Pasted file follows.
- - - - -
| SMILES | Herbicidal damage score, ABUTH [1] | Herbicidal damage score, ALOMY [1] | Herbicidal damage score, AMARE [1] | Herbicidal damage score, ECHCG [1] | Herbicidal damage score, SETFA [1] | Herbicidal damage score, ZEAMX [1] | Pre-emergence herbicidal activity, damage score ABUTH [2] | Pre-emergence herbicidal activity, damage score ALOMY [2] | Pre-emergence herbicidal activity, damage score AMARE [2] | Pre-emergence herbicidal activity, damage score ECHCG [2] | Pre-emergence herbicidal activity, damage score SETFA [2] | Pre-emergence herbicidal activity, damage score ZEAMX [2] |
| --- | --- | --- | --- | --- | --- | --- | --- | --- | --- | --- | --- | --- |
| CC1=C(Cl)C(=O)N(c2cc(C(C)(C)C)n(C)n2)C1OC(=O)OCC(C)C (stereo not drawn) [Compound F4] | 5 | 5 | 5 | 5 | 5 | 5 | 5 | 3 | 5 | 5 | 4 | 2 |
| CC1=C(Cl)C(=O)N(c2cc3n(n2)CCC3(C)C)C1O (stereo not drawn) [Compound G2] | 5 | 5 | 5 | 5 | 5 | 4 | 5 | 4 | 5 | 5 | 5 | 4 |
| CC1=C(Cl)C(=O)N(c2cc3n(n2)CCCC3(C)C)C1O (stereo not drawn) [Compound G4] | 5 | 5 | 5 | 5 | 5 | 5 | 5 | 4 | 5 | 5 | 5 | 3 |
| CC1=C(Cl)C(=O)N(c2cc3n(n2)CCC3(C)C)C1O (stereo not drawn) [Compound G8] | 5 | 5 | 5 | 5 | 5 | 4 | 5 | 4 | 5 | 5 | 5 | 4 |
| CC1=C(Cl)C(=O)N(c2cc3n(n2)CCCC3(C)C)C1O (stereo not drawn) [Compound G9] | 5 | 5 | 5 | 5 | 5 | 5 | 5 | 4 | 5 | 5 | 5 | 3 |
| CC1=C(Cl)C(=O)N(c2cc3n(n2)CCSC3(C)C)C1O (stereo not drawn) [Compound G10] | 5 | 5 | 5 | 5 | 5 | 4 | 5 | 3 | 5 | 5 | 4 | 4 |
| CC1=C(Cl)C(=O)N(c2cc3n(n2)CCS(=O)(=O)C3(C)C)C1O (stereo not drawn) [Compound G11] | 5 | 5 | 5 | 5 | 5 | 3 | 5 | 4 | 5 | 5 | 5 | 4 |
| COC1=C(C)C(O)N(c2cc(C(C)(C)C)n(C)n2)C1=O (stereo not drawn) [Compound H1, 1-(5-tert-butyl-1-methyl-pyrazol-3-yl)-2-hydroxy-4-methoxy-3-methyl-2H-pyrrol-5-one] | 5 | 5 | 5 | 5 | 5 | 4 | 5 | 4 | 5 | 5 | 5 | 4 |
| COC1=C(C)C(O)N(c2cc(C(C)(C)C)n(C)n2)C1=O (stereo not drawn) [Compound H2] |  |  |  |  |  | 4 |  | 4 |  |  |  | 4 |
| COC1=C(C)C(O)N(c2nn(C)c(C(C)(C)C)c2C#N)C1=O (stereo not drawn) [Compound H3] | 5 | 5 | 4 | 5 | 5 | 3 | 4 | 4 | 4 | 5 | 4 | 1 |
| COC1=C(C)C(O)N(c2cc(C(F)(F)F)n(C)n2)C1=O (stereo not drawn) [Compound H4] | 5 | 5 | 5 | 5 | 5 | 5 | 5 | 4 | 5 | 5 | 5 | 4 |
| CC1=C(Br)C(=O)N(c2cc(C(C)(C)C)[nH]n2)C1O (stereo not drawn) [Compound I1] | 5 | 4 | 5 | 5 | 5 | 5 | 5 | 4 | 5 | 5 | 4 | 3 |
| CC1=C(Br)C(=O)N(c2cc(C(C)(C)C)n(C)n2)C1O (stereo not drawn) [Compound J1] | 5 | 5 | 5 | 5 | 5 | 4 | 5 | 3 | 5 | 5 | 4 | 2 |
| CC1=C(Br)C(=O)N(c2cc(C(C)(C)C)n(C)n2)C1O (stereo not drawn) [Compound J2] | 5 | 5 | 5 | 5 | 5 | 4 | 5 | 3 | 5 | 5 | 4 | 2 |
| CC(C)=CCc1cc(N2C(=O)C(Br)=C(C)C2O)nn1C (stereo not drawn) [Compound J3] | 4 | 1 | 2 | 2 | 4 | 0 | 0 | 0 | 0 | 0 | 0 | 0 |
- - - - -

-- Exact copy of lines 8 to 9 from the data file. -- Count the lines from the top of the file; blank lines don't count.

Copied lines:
| CC1=C(Cl)C(=O)N(c2cc3n(n2)CCSC3(C)C)C1O (stereo not drawn) [Compound G10] | 5 | 5 | 5 | 5 | 5 | 4 | 5 | 3 | 5 | 5 | 4 | 4 |
| CC1=C(Cl)C(=O)N(c2cc3n(n2)CCS(=O)(=O)C3(C)C)C1O (stereo not drawn) [Compound G11] | 5 | 5 | 5 | 5 | 5 | 3 | 5 | 4 | 5 | 5 | 5 | 4 |